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Exposing Myths About Social Security Benefits

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There are many government programs that are designed to create a safety net for individuals that are financially vulnerable. In particular, Social Security is one of the most popular of these programs, but it is a highly complex and misunderstood area. Not surprisingly, there are a couple of myths that are a result of these misunderstandings. By exposing the truth behind these notions, you can have a better understanding of how this program can benefit you. 

Myth: Social Security Only Pays You When You Retire

Social Security is primarily designed to pay individuals a supplementary income when they retire and reach the minimum age for the program. However, it should be noted that these are not the only benefits that this program will provide individuals. 

For example, it is a fact of life that some people will develop disabilities due to injuries or chronic illnesses. While disability benefits are available to individuals, many do not realize that these funds come from the Social Security program. There are many other benefits that can be provided by these programs, but they are almost all means-tested. As a result, you should seek the assistance of an experienced attorney before starting the application process.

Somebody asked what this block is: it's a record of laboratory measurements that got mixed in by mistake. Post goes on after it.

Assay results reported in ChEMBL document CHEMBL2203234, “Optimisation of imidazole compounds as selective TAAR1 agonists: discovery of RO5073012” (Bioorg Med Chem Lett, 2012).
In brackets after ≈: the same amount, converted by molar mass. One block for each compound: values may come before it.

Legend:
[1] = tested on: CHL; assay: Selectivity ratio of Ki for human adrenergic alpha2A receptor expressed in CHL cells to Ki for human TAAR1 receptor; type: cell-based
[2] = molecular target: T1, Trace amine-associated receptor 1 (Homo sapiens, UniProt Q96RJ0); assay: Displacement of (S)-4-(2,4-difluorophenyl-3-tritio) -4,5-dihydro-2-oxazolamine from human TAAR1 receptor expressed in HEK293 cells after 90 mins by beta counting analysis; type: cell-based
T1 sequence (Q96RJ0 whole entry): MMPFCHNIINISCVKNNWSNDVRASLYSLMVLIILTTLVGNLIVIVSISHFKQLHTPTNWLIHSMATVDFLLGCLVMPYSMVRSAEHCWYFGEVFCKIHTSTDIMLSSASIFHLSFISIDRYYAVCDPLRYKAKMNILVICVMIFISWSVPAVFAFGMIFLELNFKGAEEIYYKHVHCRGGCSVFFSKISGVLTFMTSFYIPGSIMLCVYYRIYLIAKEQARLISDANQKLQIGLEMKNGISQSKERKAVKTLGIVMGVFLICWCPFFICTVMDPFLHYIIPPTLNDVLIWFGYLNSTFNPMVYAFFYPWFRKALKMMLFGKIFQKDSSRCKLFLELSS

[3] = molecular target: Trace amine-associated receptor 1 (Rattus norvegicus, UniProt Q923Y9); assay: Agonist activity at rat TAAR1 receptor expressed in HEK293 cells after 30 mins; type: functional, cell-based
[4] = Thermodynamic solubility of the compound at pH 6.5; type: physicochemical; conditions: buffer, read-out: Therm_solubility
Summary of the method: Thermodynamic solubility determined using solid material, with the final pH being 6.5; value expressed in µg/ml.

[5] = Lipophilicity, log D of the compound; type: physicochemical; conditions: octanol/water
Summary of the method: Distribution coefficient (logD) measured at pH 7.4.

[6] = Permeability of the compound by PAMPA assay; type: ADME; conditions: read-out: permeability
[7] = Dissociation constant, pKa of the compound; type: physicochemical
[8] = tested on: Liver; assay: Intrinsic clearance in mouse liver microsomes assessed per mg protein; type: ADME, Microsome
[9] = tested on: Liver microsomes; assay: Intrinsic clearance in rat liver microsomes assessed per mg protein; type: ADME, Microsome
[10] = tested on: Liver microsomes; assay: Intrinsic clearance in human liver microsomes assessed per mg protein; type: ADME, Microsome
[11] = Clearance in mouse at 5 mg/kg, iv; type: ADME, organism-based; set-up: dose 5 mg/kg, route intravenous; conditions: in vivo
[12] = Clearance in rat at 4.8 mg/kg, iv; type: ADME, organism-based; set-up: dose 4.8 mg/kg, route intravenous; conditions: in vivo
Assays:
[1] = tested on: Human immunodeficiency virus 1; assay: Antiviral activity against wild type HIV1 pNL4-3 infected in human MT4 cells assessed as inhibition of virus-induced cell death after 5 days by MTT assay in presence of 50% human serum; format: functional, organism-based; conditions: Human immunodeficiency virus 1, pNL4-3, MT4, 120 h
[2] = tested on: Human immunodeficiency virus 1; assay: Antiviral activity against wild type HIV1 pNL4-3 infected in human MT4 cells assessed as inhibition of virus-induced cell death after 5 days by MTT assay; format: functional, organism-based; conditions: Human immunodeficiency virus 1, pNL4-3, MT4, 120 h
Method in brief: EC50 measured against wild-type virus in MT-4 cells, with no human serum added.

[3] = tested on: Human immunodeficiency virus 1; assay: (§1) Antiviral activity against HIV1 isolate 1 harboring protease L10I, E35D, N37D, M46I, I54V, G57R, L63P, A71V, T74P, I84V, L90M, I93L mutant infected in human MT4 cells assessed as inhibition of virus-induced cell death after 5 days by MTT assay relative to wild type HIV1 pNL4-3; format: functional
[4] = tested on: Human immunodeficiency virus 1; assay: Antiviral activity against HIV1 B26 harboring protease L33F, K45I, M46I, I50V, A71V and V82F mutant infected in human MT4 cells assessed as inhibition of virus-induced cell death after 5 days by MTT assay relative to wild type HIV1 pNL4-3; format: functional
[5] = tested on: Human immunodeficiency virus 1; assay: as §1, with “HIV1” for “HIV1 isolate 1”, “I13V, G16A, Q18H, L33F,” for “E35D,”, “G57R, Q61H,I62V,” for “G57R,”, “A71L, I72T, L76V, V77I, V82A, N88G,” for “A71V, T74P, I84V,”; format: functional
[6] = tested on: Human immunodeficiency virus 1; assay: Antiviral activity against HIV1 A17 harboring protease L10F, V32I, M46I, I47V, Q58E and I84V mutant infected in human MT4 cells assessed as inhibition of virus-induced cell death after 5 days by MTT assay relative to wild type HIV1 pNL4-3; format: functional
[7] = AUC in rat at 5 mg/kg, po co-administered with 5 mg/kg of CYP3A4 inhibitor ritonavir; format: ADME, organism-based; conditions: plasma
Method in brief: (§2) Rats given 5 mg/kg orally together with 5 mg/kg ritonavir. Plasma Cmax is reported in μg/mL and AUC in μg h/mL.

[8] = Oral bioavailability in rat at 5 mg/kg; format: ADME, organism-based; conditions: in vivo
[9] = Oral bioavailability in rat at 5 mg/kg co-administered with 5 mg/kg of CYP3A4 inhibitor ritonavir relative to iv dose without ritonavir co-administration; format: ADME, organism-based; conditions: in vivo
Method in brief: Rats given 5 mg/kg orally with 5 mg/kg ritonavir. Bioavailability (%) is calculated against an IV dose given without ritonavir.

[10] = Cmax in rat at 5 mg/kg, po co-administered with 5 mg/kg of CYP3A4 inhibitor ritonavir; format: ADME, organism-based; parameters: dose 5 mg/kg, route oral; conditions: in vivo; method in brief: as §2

Myth: Everyone Gets The Same Amount Of Social Security Benefits

The retirement benefits provided by Social Security can be a lifeline for many people that have retired without enough money to last. However, these payments are not particularly large, and many people are under the belief that everyone gets the same amount from Social Security. 

This is far from the case, and your check from Social Security is determined by how much money you contributed to it while you were working. As a result, those that make higher incomes will likely receive larger payments from Social Security than someone that barely made more than minimum wage over their lifetime. 

Some people may attempt to pay extra Social Security taxes to increase the amount they can expect, but this is typically a poor decision. Rather, extra money should be invested into your retirement or investment account. This will usually yield a far larger return than what Social Security will provide. 

Social Security was a revolutionary program that has given many low-income individuals the financial support they need to survive. By exposing the realities behind these two common myths, you will be in a better position to understand the benefits that you can receive from this popular government program. 

If you need information, or assistance in receiving benefits you may be eligible for, contact a local law office, like Horn & Kelley, PC Attorneys at Law, that specializes in social security cases.